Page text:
Hello all, and welcome to my author page. Here you can find links and basic information about what I’m writing, and follow my journey toward publication as it (hopefully) unfolds. I was blessed to have recently worked as a ghost writer on a novel, so I am technically a published author, though of course I would like to publish my own work.
I began writing again in earnest last October and am currently working on two novels. They are nearly complete, but I have been focusing on one more than the other since April. Both books are inspired by personal events and struggles in my own life. (Stephen King–and many others–said to write what you know, so that’s what I try to do.) The theme of one is mental illness (particularly, hallucinations and psychotic episodes), while the other centers around something very personal I have yet to announce to the world (this is the one I am currently focusing on).
I am also working on a comedy web serial called One Day Dex Could Fly. I began writing it as an emotional break from the heavy-lifting of the other two novels, and the story took off all on its own. Currently, I post a new bite-sized chapter every Saturday. If you don’t want to know anything else about it, click here to read it in its entirety. Otherwise, here is a brief synopsis and some other information. One Day Dex Could Fly a short story about a young, rather uptight law associate named Dex who inexplicably wakes up one morning with wings. He gets his loyal and loving yet sarcastic best friend, Sawyer, involved, and things go crazy from there. You can expect a character-driven comedy about a very normal guy thrust into very strange circumstances, and his unconventional best friend who’s not a side character but an equal protagonist in her own right. The story does take a drastic turn several chapters in, and it gets a little darker, but it’s still a comedy at heart. There is no cursing, no sex, no violence. The story unfolds in first person, with each chapter switching back and forth between Dex’s and Sawyer’s point of view.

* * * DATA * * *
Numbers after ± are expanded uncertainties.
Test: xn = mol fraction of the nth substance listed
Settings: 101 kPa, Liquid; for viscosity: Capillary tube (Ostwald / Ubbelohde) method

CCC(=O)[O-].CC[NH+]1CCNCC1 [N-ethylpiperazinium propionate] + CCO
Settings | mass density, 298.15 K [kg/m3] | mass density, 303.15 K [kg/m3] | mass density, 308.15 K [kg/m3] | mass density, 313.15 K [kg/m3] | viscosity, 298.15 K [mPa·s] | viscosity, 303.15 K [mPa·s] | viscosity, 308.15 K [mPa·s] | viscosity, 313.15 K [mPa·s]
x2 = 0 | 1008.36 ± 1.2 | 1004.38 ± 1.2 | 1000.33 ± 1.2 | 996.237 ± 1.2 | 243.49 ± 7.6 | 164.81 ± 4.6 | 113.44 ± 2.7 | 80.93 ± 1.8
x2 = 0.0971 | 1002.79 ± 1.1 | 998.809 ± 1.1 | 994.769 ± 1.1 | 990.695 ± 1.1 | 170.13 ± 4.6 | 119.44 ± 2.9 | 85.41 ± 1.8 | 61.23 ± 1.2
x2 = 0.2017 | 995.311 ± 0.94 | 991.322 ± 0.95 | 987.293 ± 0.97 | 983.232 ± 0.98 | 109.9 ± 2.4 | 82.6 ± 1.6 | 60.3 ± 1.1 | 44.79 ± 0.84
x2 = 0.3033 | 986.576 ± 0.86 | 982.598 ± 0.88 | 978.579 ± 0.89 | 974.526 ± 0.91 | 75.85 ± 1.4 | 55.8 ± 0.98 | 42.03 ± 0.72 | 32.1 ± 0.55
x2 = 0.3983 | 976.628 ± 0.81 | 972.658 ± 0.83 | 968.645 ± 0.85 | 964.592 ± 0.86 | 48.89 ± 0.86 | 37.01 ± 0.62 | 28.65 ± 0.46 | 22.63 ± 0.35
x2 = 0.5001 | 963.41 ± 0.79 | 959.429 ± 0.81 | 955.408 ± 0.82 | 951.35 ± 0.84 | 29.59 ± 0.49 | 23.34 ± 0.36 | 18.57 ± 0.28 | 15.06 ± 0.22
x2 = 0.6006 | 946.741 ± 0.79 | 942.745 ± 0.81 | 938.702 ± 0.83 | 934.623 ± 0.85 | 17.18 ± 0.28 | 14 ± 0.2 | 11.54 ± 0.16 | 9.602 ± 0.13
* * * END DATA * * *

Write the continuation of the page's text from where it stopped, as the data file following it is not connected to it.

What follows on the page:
The mental illness novel is called, The Radiant, and is a Young Adult, Fantasy, Paranormal, Horror novel. It is the first in a planned series of at least four books. I can’t say too much without giving the plot away since it’s from the viewpoint of an unreliable narrator, but this one conerns a teen girl with an identical twin and a traumatic past whose life is forever altered by an unexplainable event, the terrifying beast now stalking her, and the mysterious young man who is either a figment of her own twisted imagination…or from another world. Here’s the hook: “A seventeen-year-old girl is either hallucinating, or developing a terrifying power no one else can see.” You can find excerpts and more information–and a book trailer–here.